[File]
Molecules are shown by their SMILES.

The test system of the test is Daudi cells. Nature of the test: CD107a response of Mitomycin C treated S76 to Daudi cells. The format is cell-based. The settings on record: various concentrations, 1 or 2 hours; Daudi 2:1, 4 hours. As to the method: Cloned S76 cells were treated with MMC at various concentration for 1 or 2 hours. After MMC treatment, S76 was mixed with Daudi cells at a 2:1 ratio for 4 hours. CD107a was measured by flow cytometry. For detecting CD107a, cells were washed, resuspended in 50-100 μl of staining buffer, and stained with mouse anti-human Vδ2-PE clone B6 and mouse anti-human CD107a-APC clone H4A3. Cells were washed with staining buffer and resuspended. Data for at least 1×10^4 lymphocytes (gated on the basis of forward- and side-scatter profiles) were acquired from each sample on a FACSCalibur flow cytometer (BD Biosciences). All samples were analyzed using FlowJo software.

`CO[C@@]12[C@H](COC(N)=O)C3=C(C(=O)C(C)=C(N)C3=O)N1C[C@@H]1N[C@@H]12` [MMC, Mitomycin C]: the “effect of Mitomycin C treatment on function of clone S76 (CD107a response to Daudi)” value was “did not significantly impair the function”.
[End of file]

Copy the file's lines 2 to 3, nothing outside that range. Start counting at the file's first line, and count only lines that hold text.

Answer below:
The test system of the test is Daudi cells. Nature of the test: CD107a response of Mitomycin C treated S76 to Daudi cells. The format is cell-based. The settings on record: various concentrations, 1 or 2 hours; Daudi 2:1, 4 hours. As to the method: Cloned S76 cells were treated with MMC at various concentration for 1 or 2 hours. After MMC treatment, S76 was mixed with Daudi cells at a 2:1 ratio for 4 hours. CD107a was measured by flow cytometry. For detecting CD107a, cells were washed, resuspended in 50-100 μl of staining buffer, and stained with mouse anti-human Vδ2-PE clone B6 and mouse anti-human CD107a-APC clone H4A3. Cells were washed with staining buffer and resuspended. Data for at least 1×10^4 lymphocytes (gated on the basis of forward- and side-scatter profiles) were acquired from each sample on a FACSCalibur flow cytometer (BD Biosciences). All samples were analyzed using FlowJo software.

`CO[C@@]12[C@H](COC(N)=O)C3=C(C(=O)C(C)=C(N)C3=O)N1C[C@@H]1N[C@@H]12` [MMC, Mitomycin C]: the “effect of Mitomycin C treatment on function of clone S76 (CD107a response to Daudi)” value was “did not significantly impair the function”.